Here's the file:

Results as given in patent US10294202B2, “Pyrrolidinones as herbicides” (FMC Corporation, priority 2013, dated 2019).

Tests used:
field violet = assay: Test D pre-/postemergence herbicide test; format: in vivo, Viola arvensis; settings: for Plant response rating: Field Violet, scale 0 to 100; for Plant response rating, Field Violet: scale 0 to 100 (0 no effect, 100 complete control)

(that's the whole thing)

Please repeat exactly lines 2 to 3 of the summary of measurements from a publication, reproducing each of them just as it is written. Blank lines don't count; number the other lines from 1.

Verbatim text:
Tests used:
field violet = assay: Test D pre-/postemergence herbicide test; format: in vivo, Viola arvensis; settings: for Plant response rating: Field Violet, scale 0 to 100; for Plant response rating, Field Violet: scale 0 to 100 (0 no effect, 100 complete control)